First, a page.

The Washington Post's executive fact-checker on Monday made a number of bold assertions involving a fellow journalist. "Always great to hang out with the brilliant and talented @TaylorLorenz," Glenn Kessler wrote on Twitter, the social networking platform, "a terrific addition to the @washingtonpost staff." The tweet included a photo of the two journalists posing in pandemic-era face masks and casual business attire.
Kessler's comments are worth unpacking with an aim toward enlightening readers who rely on our expertise. As the Post's chief arbiter of truth, Kessler has established himself as a cultural influencer who drives the conversation both within the Beltway and beyond. His words should be taken seriously as well as literally. Anyone who practices journalism, one of America's most noble professions, carries a burden of great responsibility.
The Washington Free Beacon will never stop holding members of the media to account. A rigorous standard is necessary to ensure they don't abuse their power by peddling misinformation to vulnerable American consumers. When no one else has the courage to fact-check the fact-checker, we will. Please enjoy the following thoughtful analysis.
CLAIM #1: "Always great to hang out with … Taylor Lorenz."
VERDICT: Not credible. Because in the attached photo we are unable to see the expression on either journalist's face, a more decisive assessment is not possible at this time. The evidence we do have suggests Kessler is exaggerating at best. Lorenz is obsessed with the internet. She has a history of lying about her age and partying with teens. As several of her colleagues have observed, she says a lot of "cringey" things like "I'm the most online reporter that you can find" and "Younger people recognize the power of having their own brand." She wears a brand-name N95 mask and keeps the thermostat at 87 degrees. She might be a lizard person. Those aren't traits one typically associates with a "great" hang.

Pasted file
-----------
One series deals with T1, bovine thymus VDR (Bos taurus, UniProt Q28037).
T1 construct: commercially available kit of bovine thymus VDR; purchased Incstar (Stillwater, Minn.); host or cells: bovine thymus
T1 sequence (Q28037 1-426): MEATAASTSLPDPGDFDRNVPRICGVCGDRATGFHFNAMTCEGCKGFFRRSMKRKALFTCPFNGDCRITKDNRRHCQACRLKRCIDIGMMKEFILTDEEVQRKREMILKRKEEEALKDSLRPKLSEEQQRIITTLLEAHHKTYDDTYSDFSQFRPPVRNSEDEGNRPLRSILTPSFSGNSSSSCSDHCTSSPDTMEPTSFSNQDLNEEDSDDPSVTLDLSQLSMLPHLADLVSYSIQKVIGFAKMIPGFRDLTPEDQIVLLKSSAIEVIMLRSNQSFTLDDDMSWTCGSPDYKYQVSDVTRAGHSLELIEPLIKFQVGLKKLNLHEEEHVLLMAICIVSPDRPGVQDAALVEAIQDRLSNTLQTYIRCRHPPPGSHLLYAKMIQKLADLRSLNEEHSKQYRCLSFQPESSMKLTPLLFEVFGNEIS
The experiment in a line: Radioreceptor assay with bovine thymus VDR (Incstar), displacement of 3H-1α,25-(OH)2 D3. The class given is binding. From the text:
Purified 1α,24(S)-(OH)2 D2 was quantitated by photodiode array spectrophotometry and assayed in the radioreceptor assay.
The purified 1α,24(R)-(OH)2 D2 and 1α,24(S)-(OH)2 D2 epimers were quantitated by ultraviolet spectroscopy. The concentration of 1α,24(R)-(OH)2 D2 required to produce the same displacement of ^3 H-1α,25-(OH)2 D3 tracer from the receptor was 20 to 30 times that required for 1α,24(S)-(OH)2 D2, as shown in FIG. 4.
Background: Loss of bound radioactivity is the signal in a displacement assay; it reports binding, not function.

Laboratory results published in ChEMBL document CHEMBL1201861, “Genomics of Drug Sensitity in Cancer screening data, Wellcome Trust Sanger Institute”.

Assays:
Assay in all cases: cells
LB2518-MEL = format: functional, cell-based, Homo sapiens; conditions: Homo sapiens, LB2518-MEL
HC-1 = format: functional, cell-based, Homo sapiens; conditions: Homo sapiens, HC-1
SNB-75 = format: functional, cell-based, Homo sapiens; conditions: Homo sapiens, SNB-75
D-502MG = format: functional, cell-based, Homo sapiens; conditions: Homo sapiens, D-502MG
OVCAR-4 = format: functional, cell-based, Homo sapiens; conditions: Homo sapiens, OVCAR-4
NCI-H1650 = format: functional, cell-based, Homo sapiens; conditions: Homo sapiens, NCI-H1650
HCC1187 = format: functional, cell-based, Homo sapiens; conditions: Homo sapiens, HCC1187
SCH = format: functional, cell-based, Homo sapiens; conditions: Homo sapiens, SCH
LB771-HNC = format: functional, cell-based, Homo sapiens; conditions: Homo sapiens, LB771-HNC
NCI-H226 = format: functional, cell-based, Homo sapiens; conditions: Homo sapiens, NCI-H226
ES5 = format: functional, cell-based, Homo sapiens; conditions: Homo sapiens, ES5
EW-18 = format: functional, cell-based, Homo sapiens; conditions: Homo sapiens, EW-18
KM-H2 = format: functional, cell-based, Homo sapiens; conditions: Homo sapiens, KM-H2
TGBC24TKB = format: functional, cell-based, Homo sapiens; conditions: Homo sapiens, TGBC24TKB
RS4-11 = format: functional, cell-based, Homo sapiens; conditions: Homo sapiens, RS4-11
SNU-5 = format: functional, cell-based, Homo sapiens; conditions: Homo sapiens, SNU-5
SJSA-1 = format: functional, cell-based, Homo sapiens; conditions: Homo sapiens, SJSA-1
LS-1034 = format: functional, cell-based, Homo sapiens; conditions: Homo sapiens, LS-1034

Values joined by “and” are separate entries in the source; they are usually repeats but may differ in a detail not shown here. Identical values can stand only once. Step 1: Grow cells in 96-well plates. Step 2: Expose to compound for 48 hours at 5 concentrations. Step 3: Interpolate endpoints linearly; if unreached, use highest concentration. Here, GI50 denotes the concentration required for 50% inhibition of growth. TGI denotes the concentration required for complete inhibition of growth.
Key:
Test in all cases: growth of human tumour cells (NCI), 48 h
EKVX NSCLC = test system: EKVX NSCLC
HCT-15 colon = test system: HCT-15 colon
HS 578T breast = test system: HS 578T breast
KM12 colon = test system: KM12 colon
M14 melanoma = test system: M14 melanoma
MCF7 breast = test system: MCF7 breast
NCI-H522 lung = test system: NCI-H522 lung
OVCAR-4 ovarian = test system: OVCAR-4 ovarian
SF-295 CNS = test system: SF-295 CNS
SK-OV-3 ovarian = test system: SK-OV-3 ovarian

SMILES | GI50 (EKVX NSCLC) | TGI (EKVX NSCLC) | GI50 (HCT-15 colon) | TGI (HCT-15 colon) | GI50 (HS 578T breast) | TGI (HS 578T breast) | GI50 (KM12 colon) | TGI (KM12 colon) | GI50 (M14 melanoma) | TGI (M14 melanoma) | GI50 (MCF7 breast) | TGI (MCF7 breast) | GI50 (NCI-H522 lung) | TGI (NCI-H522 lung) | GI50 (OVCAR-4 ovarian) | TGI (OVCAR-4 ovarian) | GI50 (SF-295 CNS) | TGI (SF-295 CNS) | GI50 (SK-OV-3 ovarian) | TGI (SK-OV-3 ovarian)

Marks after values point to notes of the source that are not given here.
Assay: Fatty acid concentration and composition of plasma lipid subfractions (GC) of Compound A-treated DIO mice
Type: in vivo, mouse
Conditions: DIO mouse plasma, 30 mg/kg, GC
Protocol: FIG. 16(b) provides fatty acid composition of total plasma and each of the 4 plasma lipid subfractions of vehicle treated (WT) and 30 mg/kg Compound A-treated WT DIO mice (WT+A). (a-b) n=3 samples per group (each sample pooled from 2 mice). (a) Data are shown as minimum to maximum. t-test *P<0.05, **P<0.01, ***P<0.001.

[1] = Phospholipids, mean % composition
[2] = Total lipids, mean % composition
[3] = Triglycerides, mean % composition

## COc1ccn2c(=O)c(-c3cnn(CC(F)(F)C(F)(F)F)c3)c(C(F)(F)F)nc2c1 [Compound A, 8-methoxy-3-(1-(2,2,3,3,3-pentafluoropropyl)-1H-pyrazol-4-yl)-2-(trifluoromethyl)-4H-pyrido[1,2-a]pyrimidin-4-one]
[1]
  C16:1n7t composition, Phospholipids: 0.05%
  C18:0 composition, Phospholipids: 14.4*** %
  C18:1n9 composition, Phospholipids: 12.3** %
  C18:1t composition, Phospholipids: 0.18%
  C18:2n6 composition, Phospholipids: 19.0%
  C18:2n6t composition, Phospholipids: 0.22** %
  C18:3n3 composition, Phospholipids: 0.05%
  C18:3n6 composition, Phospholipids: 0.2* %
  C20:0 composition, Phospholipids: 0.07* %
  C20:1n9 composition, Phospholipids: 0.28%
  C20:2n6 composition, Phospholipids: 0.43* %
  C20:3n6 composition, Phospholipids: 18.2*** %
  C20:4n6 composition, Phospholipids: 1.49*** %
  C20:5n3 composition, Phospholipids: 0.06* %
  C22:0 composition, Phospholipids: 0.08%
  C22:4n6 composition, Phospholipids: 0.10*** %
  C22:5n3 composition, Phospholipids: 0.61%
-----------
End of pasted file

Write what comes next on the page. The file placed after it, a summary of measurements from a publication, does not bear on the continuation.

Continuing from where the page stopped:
CLAIM #2: "Brilliant and talented."
VERDICT: Insufficient evidence. When making such a bold assertion in a public forum one has a moral obligation to provide supporting evidence. Kessler neglected to do so in this case, which suggests he knows the statement to be false. That's not necessarily a crime; he wasn't under oath. Nevertheless, given his role as a professional fact-checker it seems reasonable to assume a nefarious motive. Misinformation is the single greatest threat to our democracy. In this case, Kessler has misrepresented his personal opinion as a statement of objective fact. That's dangerous. Even if it were technically true—which it's not—the fact-checker's words might be seized upon by Facebook grannies and other social media users to promote their political agenda.
CLAIM #3: "A terrific addition to the Washington Post."
VERDICT: Missing crucial context. This is another example of Kessler peddling misinformation by exploiting the American's public inability to distinguish true fact from subjective opinion. He neglected to explain the metrics by which he has assessed Lorenz to be a "terrific addition" to the Post, and declined to consider the dissenting views of other journalists who despise her self-promotional approach to brand-focused influencing.
New York Times reporter Maggie Haberman, for example, did not appreciate Lorenz publicly dissing the Times for failing to allow "influencer journalists" to build their brands. "Is there something going on in the world other than the desire of some folks to get more attention?" Haberman wrote in early March, referring to Russia's recently launched invasion of Ukraine. Lorenz, who worked at the Times before joining the Post earlier this year, reportedly called Haberman a "bitch" for questioning her obsessive coverage of a 15-year-old's social media posts.
FINAL RATING: 3½ CLINTONS